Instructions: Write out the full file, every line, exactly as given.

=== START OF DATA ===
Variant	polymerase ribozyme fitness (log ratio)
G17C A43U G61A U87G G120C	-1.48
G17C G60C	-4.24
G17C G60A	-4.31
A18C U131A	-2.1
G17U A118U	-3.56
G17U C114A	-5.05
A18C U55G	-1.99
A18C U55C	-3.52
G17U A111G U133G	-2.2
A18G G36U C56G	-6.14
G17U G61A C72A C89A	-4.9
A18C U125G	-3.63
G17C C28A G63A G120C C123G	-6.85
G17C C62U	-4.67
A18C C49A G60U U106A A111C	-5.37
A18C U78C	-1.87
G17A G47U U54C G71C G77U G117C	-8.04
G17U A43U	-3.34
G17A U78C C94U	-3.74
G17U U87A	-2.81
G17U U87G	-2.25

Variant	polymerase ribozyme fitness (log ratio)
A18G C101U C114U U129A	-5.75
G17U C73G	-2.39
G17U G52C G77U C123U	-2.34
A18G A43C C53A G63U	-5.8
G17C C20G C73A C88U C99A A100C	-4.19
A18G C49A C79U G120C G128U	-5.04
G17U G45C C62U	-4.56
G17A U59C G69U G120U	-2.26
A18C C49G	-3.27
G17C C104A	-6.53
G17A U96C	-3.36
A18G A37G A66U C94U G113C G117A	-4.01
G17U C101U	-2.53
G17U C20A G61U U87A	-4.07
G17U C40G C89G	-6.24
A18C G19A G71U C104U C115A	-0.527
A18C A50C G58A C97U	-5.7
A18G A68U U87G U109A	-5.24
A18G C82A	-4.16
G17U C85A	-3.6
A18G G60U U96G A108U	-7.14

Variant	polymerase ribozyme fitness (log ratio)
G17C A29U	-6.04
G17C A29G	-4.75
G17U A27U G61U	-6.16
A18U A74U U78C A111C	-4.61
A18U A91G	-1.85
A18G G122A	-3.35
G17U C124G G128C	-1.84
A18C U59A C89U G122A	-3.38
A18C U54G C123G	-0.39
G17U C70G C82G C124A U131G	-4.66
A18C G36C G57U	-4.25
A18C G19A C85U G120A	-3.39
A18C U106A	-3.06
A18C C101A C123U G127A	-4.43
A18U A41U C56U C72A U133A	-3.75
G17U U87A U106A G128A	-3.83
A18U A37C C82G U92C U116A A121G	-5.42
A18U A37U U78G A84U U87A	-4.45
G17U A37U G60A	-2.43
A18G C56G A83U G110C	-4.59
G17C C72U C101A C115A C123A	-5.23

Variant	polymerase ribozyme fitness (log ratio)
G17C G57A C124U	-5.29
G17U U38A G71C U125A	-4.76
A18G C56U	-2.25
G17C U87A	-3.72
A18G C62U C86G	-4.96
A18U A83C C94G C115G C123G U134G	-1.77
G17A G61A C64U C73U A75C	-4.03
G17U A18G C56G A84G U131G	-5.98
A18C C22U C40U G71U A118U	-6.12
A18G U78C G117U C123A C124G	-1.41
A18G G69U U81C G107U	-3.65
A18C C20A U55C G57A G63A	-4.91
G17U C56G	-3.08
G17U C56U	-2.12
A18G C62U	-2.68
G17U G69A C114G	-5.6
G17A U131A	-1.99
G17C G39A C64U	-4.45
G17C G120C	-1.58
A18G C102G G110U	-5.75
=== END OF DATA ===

Variant	polymerase ribozyme fitness (log ratio)
G17C A43U G61A U87G G120C	-1.48
G17C G60C	-4.24
G17C G60A	-4.31
A18C U131A	-2.1
G17U A118U	-3.56
G17U C114A	-5.05
A18C U55G	-1.99
A18C U55C	-3.52
G17U A111G U133G	-2.2
A18G G36U C56G	-6.14
G17U G61A C72A C89A	-4.9
A18C U125G	-3.63
G17C C28A G63A G120C C123G	-6.85
G17C C62U	-4.67
A18C C49A G60U U106A A111C	-5.37
A18C U78C	-1.87
G17A G47U U54C G71C G77U G117C	-8.04
G17U A43U	-3.34
G17A U78C C94U	-3.74
G17U U87A	-2.81
G17U U87G	-2.25

Variant	polymerase ribozyme fitness (log ratio)
A18G C101U C114U U129A	-5.75
G17U C73G	-2.39
G17U G52C G77U C123U	-2.34
A18G A43C C53A G63U	-5.8
G17C C20G C73A C88U C99A A100C	-4.19
A18G C49A C79U G120C G128U	-5.04
G17U G45C C62U	-4.56
G17A U59C G69U G120U	-2.26
A18C C49G	-3.27
G17C C104A	-6.53
G17A U96C	-3.36
A18G A37G A66U C94U G113C G117A	-4.01
G17U C101U	-2.53
G17U C20A G61U U87A	-4.07
G17U C40G C89G	-6.24
A18C G19A G71U C104U C115A	-0.527
A18C A50C G58A C97U	-5.7
A18G A68U U87G U109A	-5.24
A18G C82A	-4.16
G17U C85A	-3.6
A18G G60U U96G A108U	-7.14

Variant	polymerase ribozyme fitness (log ratio)
G17C A29U	-6.04
G17C A29G	-4.75
G17U A27U G61U	-6.16
A18U A74U U78C A111C	-4.61
A18U A91G	-1.85
A18G G122A	-3.35
G17U C124G G128C	-1.84
A18C U59A C89U G122A	-3.38
A18C U54G C123G	-0.39
G17U C70G C82G C124A U131G	-4.66
A18C G36C G57U	-4.25
A18C G19A C85U G120A	-3.39
A18C U106A	-3.06
A18C C101A C123U G127A	-4.43
A18U A41U C56U C72A U133A	-3.75
G17U U87A U106A G128A	-3.83
A18U A37C C82G U92C U116A A121G	-5.42
A18U A37U U78G A84U U87A	-4.45
G17U A37U G60A	-2.43
A18G C56G A83U G110C	-4.59
G17C C72U C101A C115A C123A	-5.23

Variant	polymerase ribozyme fitness (log ratio)
G17C G57A C124U	-5.29
G17U U38A G71C U125A	-4.76
A18G C56U	-2.25
G17C U87A	-3.72
A18G C62U C86G	-4.96
A18U A83C C94G C115G C123G U134G	-1.77
G17A G61A C64U C73U A75C	-4.03
G17U A18G C56G A84G U131G	-5.98
A18C C22U C40U G71U A118U	-6.12
A18G U78C G117U C123A C124G	-1.41
A18G G69U U81C G107U	-3.65
A18C C20A U55C G57A G63A	-4.91
G17U C56G	-3.08
G17U C56U	-2.12
A18G C62U	-2.68
G17U G69A C114G	-5.6
G17A U131A	-1.99
G17C G39A C64U	-4.45
G17C G120C	-1.58
A18G C102G G110U	-5.75